Enemy Central regrets to announce that it's back. And that we misled you. All summer, whenever anyone asked, we'd say, we're on hiatus, or on vacation, or raising money on behalf of McCain-Feingold. It wasn't quite that way. We were actually on foreign assignment, looking for a friendly country that might prove willing to give asylum to one Dan Rather.
What a magical mystery tour it proved to be. We visited dream spots, the kind that don't remind anyone of Travis County. There were Shangri-La and Camelot, which only anti-JFK partisans would ridicule. Dan would love them. True, the former's elevation could prove a challenge to his blood pressure frequency. As for the former, it appears Al Gore has already ruled there. "A law was made a distant moon ago here/July and August cannot be too hot/And there's a legal limit to the snow here/In Camelot." Though perhaps nothing captured the poetic possibilities of the place than the verse, "The rain may never fall 'till after sundown/By eight the morning fog must disappear. In short, there's simply not a more congenial spot/For happily-ever-aftering than here in Camelot." If Dan can bring Mary Mapes along, we'll know soon enough if happily-ever-aftering retains its endless possibilities.
Naturally, not all of our constituents sympathize with our preference for exile in a mythic setting. They want something closer to home, such as the spots offered for a time to the late former Shah of Iran (Panama) or the Democrats' honorary necklacer, the no longer restored president of Haiti, Jean-Bertrand Aristide (Jamaica). If Dan must stand the heat, why not go all the way and have him move in as Max Cleland's prairie dog at the Kerry Embassy outside Crawford, Texas?
Another idyll remains in the offing. On February 24, 2003, Dan auditioned with Saddam Hussein. He even asked him for tips that he now hopes to put to good use. ("Mr. President, have you been offered asylum anywhere? And would you, under any circumstances, consider going into exile to save your people death and destruction?"). Naturally, Dan's chances of landing in Iraq will improve if Mr. President is restored. Clearly, no disrespect intended, the chemistry between the two was of WMD quality. ("Male Voice: Are you satisfied with translation? Rather: Yes, no, the translation is excellent. It's superb.") All along, Dan knew his place: "What do you consider to be the core issues [Mr. President]? You said that I had started -- and indeed, I started with the news of the day. But what do you consider to be the core issue, the basic issue?"
We will miss Dan, core and all. Heck, we will miss CBS, Edward R. Murrow, Walter Cronkite, Eric Sevareid, Roger Mudd, Lesley Stahl, Ed Bradley, Morley Safer -- have we forgotten anyone? Sally Quinn? It was probably the finest network ever hatched in integrity and discarded in ignominy. It's only fitting. Those of us who didn't live in D.C. at the time always knew it was CBS's Cronkite News that did in Nixon, not some cub reporters at a local Washington paper. That's the way it was. The scales of justice take some time to regain balance. Thirty some years after committing treason J.F. Kerry was paid back, with compounded interest, this August. California strongman Arnold Schwarzenegger meanwhile rehabilitated Richard Nixon during the GOP convention. Now with CBS disgraced the Nixon Restoration Project can proceed full speed ahead. Dan might end up wishing Nixon were still in Cambodia, in case no one else will have him. As it is, Dan has claimed to be part of something bigger.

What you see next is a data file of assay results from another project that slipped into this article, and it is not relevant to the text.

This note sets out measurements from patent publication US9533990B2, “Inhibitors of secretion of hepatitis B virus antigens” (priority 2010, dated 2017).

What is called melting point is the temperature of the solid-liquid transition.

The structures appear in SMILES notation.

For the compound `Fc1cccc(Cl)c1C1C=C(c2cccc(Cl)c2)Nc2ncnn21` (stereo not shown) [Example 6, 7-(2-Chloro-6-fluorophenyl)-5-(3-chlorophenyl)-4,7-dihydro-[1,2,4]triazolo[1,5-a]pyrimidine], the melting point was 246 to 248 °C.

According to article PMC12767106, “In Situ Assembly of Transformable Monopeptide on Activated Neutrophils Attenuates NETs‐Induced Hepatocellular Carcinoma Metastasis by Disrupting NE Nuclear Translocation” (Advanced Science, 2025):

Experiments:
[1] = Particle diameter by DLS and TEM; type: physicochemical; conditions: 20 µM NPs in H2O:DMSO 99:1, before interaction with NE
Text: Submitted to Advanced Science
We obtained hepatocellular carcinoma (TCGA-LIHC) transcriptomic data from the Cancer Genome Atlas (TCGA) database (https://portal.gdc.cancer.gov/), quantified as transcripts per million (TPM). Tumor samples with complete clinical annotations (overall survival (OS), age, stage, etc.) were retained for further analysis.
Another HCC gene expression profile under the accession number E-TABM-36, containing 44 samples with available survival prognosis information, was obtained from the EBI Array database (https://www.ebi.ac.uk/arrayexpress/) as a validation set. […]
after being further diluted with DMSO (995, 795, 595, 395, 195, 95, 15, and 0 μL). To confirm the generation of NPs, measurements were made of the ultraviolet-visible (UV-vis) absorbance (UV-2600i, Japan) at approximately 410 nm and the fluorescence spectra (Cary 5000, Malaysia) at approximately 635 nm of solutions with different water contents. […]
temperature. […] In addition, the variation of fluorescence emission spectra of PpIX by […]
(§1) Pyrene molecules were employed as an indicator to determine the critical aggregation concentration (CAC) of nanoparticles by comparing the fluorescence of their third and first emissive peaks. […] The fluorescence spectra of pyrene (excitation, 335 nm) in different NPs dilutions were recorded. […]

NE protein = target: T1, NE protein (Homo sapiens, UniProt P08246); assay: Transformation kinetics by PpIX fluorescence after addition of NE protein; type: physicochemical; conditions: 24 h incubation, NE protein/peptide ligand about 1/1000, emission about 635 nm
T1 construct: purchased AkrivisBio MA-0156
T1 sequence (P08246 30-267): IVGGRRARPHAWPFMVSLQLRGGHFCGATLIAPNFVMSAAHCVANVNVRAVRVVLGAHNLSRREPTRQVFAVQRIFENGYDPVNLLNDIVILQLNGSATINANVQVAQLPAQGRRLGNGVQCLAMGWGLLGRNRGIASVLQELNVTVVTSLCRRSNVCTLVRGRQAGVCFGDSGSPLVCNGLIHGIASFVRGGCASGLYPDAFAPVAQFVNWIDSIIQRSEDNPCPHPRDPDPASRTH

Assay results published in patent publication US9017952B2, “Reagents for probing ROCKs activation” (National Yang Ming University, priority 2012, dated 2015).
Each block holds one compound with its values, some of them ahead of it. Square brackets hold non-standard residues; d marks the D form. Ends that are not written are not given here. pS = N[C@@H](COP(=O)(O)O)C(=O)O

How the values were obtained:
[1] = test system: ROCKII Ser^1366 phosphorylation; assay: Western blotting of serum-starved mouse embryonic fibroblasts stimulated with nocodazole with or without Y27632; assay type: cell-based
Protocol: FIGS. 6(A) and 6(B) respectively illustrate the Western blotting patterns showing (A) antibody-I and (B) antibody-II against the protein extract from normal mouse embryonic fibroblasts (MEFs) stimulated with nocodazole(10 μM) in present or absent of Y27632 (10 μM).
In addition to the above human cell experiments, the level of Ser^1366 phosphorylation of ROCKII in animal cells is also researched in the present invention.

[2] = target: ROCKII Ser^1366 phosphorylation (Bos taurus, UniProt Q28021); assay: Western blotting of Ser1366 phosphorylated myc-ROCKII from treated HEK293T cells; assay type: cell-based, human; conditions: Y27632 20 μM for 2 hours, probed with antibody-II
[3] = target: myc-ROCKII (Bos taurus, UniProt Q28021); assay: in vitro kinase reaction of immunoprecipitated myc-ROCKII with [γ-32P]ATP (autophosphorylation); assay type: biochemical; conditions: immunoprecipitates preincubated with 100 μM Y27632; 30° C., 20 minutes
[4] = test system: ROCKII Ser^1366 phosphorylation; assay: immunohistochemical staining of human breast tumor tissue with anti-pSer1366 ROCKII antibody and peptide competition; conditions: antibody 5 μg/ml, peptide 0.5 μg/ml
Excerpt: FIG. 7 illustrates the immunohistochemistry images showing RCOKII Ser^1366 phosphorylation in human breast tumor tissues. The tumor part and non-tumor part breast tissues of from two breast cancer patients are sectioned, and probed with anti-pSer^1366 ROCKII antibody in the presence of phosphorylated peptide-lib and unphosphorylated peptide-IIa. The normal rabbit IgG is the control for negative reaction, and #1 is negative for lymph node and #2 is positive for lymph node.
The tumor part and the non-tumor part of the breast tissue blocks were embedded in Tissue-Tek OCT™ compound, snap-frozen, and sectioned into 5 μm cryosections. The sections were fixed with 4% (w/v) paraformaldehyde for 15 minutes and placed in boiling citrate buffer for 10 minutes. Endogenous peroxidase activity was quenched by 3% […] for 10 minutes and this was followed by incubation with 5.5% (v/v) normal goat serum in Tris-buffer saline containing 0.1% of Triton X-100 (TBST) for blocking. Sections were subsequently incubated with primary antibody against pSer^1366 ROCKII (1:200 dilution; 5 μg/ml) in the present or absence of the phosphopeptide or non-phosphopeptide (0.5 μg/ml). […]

He has two final options. Mike Wallace, we've learned, requires the services of someone who will protect him against N.Y. taxi and limousine cops while doubling as a limo-driver. Last, in more ways than one, is J.F. Kerry himself. Ringling Bros. doesn't operate under such a big tent. By all accounts, the Kerry campaign is led by the most diverse and numerous cohort since the founding of the United Nations. There's always room, in other words, for still another communications jackass.
Word on the street is that Kerry is more comfortable running from behind. It's safe to say he's finally in his comfort zone, as he falls ever farther back. In Florida they've already lost count how many times he's been lapped. But never fear. No matter how much he fades, Dan Rather will anchor his operations with scoop after scoop and other breaking news. And once word gets out that Dan is Enemy Central's Enemy winner, he'll rush to meet with him in Paris, where both will immediately be granted asylum.
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